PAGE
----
Application of stratum-specific likelihood ratios in mental health screening
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Background: The accuracy of a diagnostic procedure is commonly assessed by measuring sensitivity, specificity and positive and negative predictive values. Likelihood ratios provide an alternative method for describing these results, though they are typically reported only for dichotomized outcomes. However, likelihood ratios can also be applied to ordinal or continuous results. Methods: The present paper discusses the application of stratum-specific likelihood ratios in a primary care setting using the General Health Questionnaire (GHQ-12) and the Symptom Check List 90-R (SCL-90-R). A randomly selected sample (n = 408) of adult outpatients from primary care offices in Düsseldorf was screened using the German versions of the GHQ-12 and the SCL-90-R. Results: Logistic regression analysis indicated that stratum-specific or multilevel likelihood ratios preserve more information than a fixed threshold approach with a single cutoff point. For each test, five clinically useful strata with monotonically increasing stratum-specific likelihood ratios were selected. Conclusions: Stratum-specific likelihood ratios have enormous practical value, and they are becoming an important way of expressing and comparing the usefulness of different tests. Stratum-specific likelihood ratios reduce the spectrum bias that might arise if only two categories (cases and non-cases) are chosen. Additionally, multilevel likelihood ratios can be used as bedside information to obtain the post-test probability from the pre-test probability of the disorder.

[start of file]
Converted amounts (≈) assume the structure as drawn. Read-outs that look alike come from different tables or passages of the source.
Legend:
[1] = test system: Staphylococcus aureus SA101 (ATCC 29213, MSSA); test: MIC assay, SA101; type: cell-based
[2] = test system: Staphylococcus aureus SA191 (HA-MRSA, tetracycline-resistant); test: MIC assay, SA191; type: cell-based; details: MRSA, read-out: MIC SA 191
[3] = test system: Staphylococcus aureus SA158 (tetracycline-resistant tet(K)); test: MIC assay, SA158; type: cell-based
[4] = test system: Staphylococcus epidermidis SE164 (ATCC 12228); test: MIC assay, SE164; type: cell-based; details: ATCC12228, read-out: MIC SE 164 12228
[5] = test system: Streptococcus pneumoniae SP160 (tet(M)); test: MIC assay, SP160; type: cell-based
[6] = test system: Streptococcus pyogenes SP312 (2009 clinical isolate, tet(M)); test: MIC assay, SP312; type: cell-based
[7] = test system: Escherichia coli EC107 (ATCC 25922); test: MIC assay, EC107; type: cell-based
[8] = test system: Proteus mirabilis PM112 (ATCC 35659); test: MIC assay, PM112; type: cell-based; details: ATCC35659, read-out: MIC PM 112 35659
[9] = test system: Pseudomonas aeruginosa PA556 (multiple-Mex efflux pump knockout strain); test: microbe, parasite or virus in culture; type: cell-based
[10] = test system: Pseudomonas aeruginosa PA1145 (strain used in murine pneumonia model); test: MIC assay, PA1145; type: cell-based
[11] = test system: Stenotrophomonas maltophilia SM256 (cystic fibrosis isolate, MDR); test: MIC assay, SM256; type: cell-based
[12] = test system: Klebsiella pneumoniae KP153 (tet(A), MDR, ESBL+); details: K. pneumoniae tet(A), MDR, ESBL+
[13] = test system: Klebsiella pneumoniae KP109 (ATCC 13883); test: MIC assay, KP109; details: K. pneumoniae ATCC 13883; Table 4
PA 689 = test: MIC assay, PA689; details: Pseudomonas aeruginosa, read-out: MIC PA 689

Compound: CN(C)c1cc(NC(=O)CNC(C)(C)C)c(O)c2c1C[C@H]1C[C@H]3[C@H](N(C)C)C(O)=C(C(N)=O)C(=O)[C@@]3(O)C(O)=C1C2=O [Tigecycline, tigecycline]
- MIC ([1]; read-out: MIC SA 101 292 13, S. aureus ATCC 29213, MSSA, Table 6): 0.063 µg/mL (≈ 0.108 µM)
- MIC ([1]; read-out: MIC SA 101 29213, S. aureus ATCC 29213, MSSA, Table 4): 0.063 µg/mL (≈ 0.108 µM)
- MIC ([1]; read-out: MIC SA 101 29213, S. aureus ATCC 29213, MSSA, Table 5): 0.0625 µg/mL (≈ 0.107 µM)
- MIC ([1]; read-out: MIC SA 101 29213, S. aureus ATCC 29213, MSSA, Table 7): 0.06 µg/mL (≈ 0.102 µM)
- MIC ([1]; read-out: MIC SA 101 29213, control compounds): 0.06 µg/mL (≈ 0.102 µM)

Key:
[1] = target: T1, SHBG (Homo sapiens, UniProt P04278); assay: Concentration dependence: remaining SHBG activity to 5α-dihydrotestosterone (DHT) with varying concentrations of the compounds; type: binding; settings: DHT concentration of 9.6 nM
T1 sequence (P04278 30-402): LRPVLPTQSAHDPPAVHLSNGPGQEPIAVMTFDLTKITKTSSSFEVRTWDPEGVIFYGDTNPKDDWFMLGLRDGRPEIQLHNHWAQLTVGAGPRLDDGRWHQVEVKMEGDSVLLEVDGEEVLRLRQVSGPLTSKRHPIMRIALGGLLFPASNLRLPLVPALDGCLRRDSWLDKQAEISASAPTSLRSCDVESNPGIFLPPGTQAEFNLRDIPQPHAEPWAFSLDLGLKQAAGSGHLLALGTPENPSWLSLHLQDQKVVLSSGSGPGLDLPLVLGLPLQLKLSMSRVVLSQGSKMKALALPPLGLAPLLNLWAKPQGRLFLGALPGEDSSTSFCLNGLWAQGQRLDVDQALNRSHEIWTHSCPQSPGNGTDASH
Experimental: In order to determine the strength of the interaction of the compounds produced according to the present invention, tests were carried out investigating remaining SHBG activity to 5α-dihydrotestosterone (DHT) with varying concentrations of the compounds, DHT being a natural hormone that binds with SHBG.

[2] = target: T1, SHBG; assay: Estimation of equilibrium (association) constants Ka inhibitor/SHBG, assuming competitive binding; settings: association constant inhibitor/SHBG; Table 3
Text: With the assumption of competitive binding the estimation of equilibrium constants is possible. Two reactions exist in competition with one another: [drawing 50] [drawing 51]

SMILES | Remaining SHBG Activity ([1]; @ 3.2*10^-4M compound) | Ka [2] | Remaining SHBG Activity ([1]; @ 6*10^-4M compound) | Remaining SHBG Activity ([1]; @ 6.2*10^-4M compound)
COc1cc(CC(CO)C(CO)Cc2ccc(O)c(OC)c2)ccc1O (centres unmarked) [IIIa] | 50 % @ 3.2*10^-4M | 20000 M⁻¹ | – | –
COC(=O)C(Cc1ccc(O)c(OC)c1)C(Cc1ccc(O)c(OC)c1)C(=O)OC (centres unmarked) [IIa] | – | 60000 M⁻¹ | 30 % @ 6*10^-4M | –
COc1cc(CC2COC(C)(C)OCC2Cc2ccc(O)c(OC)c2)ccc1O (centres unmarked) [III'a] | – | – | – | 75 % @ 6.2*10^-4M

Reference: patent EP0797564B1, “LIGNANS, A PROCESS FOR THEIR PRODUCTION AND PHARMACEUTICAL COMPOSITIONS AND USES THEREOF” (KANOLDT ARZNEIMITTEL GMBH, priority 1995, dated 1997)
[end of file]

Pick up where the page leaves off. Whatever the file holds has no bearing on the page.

KeywordsLikelihood Ratio Primary Care Setting German Version Health Screening Dichotomize Outcome
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